What [is happening] in Afghanistan now is a tragedy for Afghans, especially for women. But that doesnt mean that the effort was in vain. We achieved a lot in the fight against international terrorism, and we helped to support social and economic progress.

FP: Did NATO make any major mistakes or miscalculations during its long mission in Afghanistan? Are there any lessons learned you’d like to take away?

JS: Its a bit early to preempt the conclusions of a lessons-learned process, but I think its clear that we need to be ready to use military force again if we are attacked to fight international terrorism, as we did after the terrorist attacks on the United States. I was prime minister of Norway back in 2001, and all allies, all of us, supported the use of military force against al Qaeda terrorists in Afghanistan. So, one lesson is that we need to be able to use force when needed again. And, of course, the use of force will always be the last resort.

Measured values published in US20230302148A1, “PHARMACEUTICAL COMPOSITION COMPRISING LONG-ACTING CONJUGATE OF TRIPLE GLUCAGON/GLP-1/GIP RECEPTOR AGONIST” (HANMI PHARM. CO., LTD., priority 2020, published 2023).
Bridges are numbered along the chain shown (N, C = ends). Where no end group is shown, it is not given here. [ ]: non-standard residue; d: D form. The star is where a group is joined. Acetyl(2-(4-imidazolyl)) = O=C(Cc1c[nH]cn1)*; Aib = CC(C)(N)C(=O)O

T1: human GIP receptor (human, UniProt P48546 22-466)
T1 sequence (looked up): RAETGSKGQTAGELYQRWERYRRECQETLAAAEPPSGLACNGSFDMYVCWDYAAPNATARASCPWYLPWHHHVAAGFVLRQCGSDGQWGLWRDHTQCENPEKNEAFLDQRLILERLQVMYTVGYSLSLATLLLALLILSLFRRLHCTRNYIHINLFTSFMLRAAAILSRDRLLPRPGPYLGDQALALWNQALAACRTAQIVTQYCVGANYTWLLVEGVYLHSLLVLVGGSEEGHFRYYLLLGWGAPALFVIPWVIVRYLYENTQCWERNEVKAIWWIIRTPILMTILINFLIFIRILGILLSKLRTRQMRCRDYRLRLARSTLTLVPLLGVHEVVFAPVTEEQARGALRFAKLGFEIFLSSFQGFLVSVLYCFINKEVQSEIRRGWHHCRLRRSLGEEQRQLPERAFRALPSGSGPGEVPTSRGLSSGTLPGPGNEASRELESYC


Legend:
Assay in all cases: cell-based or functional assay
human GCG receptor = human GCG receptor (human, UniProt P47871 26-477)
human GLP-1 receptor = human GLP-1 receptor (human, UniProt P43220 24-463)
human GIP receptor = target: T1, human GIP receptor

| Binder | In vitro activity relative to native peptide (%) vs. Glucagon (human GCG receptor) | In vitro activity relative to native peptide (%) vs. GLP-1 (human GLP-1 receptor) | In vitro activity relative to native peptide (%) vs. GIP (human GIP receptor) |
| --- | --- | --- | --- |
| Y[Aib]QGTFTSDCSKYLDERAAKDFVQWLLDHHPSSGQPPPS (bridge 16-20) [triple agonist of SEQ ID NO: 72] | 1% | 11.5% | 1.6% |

The second lesson learned is that we once again have been reminded of the fact that it is easier to start a war than to end a war. At no juncture in Afghanistan was it easy to leave. We were always faced with hard and difficult dilemmas, as we were this summer when allies finally decided to end our military presence in Afghanistan.

There were never any easy options in Afghanistan, never any risk-free decisions, but we made significant achievements in the fight against terrorism, supporting education [and] social and economic progress. If needed, we need to be able to use force again, but at the same time, we need to also fully understand that its often easier to start than to end a military mission.

Another [lesson] is that prevention is better than intervention. The more we can do by training local forces, building local capacities, supporting the state, leading them to fight terrorism themselves in their own country, the better. Because [deploying] troops and starting combat operations is never an easy option, even though sometimes it is necessary.

FP: How concerned are you about Afghanistan’s brewing humanitarian and refugee crisis? Will Afghanistan become a safe haven for terrorist groups again?